White Star Lines built the Titanic to make money, but it's doubtful they ever imagined that the ship would continue to generate profits almost a century after it sank. Millions of words have been written about the ship, its passengers, their fate and the sinking's place in our history and psyche. Brad Matsen's new book, Titanic's Last Secrets: The Further Adventures of Shadow Divers John Chatterton and Richie Kohler, gives us another look at the famous ship, and a fresh perspective on an old story.
Chatterton and Kohler are the divers who discovered the sunken German U - boat U - 869; their exploration of that vessel off the coast of New Jersey was the subject of their first collaboration, Shadow Divers. This time the two are on the trail of the biggest shipwreck of all time. Specifically, they're given a clue by an acquaintance of Chatterton's that indicates there was more than an errant iceberg to blame for the ship's quick sinking. This bait they find irresistible, and they eventually find themselves aboard a Russian ship, scheduled for a dive to the wreck.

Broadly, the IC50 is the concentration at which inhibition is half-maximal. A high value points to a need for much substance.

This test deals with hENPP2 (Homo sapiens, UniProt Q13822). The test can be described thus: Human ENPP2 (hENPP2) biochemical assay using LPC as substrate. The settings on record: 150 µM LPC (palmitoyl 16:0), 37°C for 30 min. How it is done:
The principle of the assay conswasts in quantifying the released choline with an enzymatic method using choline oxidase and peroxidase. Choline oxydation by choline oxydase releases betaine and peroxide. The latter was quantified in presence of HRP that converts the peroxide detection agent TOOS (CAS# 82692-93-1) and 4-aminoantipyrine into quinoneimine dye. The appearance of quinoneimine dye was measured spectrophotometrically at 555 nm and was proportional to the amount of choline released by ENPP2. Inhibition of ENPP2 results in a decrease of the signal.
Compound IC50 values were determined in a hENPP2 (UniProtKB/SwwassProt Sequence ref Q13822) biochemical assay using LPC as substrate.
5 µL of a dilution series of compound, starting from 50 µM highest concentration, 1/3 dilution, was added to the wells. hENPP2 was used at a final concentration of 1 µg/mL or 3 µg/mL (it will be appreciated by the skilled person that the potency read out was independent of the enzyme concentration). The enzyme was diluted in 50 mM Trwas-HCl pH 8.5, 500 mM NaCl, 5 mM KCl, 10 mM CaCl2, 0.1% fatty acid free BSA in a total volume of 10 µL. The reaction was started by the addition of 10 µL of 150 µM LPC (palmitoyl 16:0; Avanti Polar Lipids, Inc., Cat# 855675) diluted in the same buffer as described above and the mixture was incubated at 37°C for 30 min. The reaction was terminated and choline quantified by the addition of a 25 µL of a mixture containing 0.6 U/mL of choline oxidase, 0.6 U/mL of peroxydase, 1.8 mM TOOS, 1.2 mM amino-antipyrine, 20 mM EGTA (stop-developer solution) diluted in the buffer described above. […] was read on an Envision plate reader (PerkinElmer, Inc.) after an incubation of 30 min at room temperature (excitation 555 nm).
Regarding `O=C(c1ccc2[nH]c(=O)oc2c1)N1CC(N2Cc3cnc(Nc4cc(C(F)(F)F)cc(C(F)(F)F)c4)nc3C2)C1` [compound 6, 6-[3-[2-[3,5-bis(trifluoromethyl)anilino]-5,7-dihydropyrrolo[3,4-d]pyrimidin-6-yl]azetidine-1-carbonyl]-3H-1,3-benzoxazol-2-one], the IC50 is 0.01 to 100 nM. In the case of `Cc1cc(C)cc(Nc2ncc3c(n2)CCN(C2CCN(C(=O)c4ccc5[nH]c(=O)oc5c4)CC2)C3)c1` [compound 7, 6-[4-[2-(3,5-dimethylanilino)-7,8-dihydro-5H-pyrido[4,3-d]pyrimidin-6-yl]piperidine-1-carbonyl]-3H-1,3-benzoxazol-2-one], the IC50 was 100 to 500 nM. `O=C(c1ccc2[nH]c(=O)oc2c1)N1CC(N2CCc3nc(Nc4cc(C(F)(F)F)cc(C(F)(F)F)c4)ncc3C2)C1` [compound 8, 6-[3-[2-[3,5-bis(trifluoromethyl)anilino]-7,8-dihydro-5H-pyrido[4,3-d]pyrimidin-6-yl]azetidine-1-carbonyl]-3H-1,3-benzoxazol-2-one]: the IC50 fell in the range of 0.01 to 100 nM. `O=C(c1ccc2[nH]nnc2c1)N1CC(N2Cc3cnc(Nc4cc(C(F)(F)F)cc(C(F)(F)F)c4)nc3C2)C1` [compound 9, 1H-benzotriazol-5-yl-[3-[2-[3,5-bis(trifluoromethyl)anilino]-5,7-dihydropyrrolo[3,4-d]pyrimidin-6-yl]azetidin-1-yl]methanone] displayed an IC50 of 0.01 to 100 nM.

While their quest to the bottom of the ocean - and what they find there - is the reason for this book, the real heart of the story is Matsen's detailed and fascinating look at the men who dreamed, schemed, designed and built the Titanic. There's the unscrupulous American billionaire J.P. Morgan, who saw the Titanic as a means to gain control of the transatlantic passenger trade; the brilliant designer Thomas Andrews, destined to go down with his creation; the senior captain of White Star, Edward Smith, whose highly regarded reputation might not have been wholly deserved; and finally the Titanic's builder, J. Bruce Ismay, a reluctant tycoon who would forever after be the goat of the Titanic's story. Their actions drive the two divers' thesis - the loss of so many lives didn't have to happen. Was there a cover - up? And can they find concrete proof of their theory?Titanic's Last Secrets is a good title, and a good book. Whether that title proves to be the truth remains to be seen. James Neal Webb admits to being something of a Titanic geek.